Downdraft gasification of short rotation forestry (SRF) biomass was investigated to identify opportunities for small scale biomass-electricity systems. Case studies were conducted in Kenya to identify these opportunities by (i) defining the energy demand and supply structure to identify markets; (ii) evaluating the biomass resources available; and (iii) identifying the availability of other facilities required for such a system. At the same time, the yield potential of 12 SRF species, planted in Palmerston North, New Zealand in small plots at 3470 stems/ha and harvested after 2, 3, 4 and 5 years was evaluated. Samples were collected from each species to determine their energy properties. Data on tree growth, yield, and biomass properties were used to develop two multi-objective indices - the relative yield index (RYI) and the fuelwood value index (FVI) for evaluating SRF species. Biomass from the 4 year rotation harvest was used as feedstock to fuel a downdraft air gasifier rated 35 kW (electric). Feedstock gasification processes, gas quantity and quality were correlated with the biomass properties to define the characteristics of a good fuelwood species for gasification purposes. The Kenyan studies highlighted constraints in the energy sector and identified opportunities for new bioenergy technologies. Small scale biomass gasification systems showed potential but suitable sites were restricted to sawmills where processing residues could be used as gasifier feedstock. Field trials of SRF systems were recommended to evaluate tree species over different silvicultural treatments, and to intensify biomass production. A demonstration plant at one of the bigger sawmills was recommended to stimulate interest among investors. Species yields of the trial plantings in New Zealand in the 12 species assessed ranged from 6 ODt/ha/y for Alnus glutinosa to 73 ODt/ha/y for Eucalyptus globulus at 5 year rotations. A stocking density trial of E.saligna showed that 3,500 stems/ha managed on 4-5 year rotations provided the highest yields. Though these yields may not be achieved in field plantings or in Kenya, the study demonstrated the feasibility and methodology that could be applied. Like yield, the bioenergy properties varied between species. Higher heating values ranged from 19.6-20.5 MJ/kg for wood, 17.8-20.6 MJ/kg for bark, and 19.5-24.1 MJ/kg for leaves. Gas yields varied between 1.88-2.89 g/g dry wood due mainly to moisture content variations which also affected the composition of the gas. Gas heating values varied from 4.602 to 6.112 MJ/Nm3, and were considered to be of sufficient quality to fuel internal combustion engines. Both RYI and FVI showed that yield factors outweighed bioenergy properties when identifying a good fuelwood species. The large differences in yields indicated the benefits that could be achieved by selecting appropriate species for a specific region. Although feedstock properties affected the gasification processes and products, their overall influence was not statistically significant. The inclusion of bark in the feedstock did not adversely affect the suitability of the feedstock.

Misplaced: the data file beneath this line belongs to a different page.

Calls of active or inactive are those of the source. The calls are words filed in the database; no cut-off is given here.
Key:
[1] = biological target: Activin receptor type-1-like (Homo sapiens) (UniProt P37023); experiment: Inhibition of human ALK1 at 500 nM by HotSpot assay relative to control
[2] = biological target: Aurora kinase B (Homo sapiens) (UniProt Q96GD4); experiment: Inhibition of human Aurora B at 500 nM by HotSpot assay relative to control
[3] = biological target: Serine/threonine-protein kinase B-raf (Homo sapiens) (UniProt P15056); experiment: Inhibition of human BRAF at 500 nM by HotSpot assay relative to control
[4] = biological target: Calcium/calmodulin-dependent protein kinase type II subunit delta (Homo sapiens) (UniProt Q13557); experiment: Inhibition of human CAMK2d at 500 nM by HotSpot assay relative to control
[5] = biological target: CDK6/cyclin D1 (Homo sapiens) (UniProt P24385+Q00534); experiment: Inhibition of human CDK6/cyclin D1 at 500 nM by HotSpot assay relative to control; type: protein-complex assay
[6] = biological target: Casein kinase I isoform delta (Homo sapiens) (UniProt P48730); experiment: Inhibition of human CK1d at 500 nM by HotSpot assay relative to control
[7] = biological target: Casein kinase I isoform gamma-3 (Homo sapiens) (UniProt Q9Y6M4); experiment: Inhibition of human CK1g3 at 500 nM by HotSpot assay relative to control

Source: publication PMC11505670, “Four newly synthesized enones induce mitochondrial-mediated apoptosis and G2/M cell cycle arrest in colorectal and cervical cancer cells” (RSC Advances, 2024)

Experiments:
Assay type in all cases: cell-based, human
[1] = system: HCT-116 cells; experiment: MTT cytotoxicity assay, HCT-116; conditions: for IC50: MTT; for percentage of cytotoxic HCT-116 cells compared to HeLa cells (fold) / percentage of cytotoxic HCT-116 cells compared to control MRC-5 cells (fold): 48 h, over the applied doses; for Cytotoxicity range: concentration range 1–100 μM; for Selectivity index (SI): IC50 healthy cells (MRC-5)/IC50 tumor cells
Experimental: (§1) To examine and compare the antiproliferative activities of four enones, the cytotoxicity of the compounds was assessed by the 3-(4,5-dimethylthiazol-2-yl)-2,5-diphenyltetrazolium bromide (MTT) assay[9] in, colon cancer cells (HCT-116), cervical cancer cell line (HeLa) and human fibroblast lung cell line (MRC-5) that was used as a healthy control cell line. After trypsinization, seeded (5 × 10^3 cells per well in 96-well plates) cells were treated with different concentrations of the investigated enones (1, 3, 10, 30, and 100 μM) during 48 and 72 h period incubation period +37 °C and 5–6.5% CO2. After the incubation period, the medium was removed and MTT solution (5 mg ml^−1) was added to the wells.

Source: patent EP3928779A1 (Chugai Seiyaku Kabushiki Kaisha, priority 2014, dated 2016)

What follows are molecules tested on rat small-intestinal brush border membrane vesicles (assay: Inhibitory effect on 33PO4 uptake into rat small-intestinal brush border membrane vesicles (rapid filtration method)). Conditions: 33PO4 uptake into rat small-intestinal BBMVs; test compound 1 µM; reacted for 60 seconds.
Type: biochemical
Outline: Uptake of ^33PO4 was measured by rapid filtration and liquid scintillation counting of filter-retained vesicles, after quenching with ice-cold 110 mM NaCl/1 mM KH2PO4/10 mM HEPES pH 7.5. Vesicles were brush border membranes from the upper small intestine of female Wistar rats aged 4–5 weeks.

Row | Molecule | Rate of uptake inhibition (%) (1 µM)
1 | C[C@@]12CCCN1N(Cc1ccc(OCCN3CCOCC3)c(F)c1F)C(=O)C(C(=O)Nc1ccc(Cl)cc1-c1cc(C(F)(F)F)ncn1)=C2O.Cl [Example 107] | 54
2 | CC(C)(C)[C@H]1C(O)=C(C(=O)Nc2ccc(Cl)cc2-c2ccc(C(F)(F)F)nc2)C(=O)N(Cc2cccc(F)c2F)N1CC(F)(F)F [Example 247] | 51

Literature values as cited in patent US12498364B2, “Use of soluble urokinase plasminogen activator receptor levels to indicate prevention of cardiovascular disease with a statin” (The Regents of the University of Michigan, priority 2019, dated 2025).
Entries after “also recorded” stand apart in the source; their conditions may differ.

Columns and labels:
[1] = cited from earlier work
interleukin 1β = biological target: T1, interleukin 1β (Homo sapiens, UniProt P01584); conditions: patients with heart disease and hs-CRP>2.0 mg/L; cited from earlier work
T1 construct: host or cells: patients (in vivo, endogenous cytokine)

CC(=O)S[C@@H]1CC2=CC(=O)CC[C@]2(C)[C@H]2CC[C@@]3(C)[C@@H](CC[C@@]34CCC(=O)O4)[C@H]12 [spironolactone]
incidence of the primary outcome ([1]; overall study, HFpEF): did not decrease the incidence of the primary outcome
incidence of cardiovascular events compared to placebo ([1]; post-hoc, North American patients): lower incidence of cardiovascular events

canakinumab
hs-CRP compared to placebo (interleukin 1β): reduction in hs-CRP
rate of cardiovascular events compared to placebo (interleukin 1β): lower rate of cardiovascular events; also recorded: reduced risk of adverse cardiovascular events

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Senelwa, K., & Sims, R. E. H. (1997). Tree biomass equations for short rotation eucalypts grown in new zealand. Biomass and Bioenergy, 13(3), 133-140